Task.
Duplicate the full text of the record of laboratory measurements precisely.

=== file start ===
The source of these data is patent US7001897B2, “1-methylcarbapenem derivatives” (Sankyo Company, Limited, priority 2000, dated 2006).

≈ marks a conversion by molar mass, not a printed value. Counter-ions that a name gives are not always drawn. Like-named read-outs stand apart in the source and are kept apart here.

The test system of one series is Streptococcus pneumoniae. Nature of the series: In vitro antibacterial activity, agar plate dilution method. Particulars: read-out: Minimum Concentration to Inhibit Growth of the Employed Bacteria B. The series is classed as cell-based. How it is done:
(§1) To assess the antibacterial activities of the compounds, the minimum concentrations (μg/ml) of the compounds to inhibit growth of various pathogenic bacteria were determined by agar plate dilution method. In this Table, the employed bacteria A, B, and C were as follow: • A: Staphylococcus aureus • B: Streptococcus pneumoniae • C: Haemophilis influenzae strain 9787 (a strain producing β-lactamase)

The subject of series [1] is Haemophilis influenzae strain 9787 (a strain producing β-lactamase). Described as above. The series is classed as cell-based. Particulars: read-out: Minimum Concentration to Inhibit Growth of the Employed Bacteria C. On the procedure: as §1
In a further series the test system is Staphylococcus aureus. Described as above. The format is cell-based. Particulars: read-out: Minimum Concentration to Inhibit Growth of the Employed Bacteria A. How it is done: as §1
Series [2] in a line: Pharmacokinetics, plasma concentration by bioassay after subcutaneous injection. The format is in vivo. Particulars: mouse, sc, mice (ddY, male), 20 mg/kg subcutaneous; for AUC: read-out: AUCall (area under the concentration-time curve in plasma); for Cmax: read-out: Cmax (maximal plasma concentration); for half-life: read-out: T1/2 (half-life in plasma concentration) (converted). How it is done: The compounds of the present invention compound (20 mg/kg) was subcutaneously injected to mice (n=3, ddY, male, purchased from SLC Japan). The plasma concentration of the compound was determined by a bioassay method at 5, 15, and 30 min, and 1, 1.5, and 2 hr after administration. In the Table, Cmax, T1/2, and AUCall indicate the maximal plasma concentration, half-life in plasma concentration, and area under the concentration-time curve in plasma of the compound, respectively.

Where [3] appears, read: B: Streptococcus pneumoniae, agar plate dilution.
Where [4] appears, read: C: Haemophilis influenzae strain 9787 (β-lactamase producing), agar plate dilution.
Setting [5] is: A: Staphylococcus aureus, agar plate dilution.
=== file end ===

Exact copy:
The source of these data is patent US7001897B2, “1-methylcarbapenem derivatives” (Sankyo Company, Limited, priority 2000, dated 2006).

≈ marks a conversion by molar mass, not a printed value. Counter-ions that a name gives are not always drawn. Like-named read-outs stand apart in the source and are kept apart here.

The test system of one series is Streptococcus pneumoniae. Nature of the series: In vitro antibacterial activity, agar plate dilution method. Particulars: read-out: Minimum Concentration to Inhibit Growth of the Employed Bacteria B. The series is classed as cell-based. How it is done:
(§1) To assess the antibacterial activities of the compounds, the minimum concentrations (μg/ml) of the compounds to inhibit growth of various pathogenic bacteria were determined by agar plate dilution method. In this Table, the employed bacteria A, B, and C were as follow: • A: Staphylococcus aureus • B: Streptococcus pneumoniae • C: Haemophilis influenzae strain 9787 (a strain producing β-lactamase)

The subject of series [1] is Haemophilis influenzae strain 9787 (a strain producing β-lactamase). Described as above. The series is classed as cell-based. Particulars: read-out: Minimum Concentration to Inhibit Growth of the Employed Bacteria C. On the procedure: as §1
In a further series the test system is Staphylococcus aureus. Described as above. The format is cell-based. Particulars: read-out: Minimum Concentration to Inhibit Growth of the Employed Bacteria A. How it is done: as §1
Series [2] in a line: Pharmacokinetics, plasma concentration by bioassay after subcutaneous injection. The format is in vivo. Particulars: mouse, sc, mice (ddY, male), 20 mg/kg subcutaneous; for AUC: read-out: AUCall (area under the concentration-time curve in plasma); for Cmax: read-out: Cmax (maximal plasma concentration); for half-life: read-out: T1/2 (half-life in plasma concentration) (converted). How it is done: The compounds of the present invention compound (20 mg/kg) was subcutaneously injected to mice (n=3, ddY, male, purchased from SLC Japan). The plasma concentration of the compound was determined by a bioassay method at 5, 15, and 30 min, and 1, 1.5, and 2 hr after administration. In the Table, Cmax, T1/2, and AUCall indicate the maximal plasma concentration, half-life in plasma concentration, and area under the concentration-time curve in plasma of the compound, respectively.

Where [3] appears, read: B: Streptococcus pneumoniae, agar plate dilution.
Where [4] appears, read: C: Haemophilis influenzae strain 9787 (β-lactamase producing), agar plate dilution.
Setting [5] is: A: Staphylococcus aureus, agar plate dilution.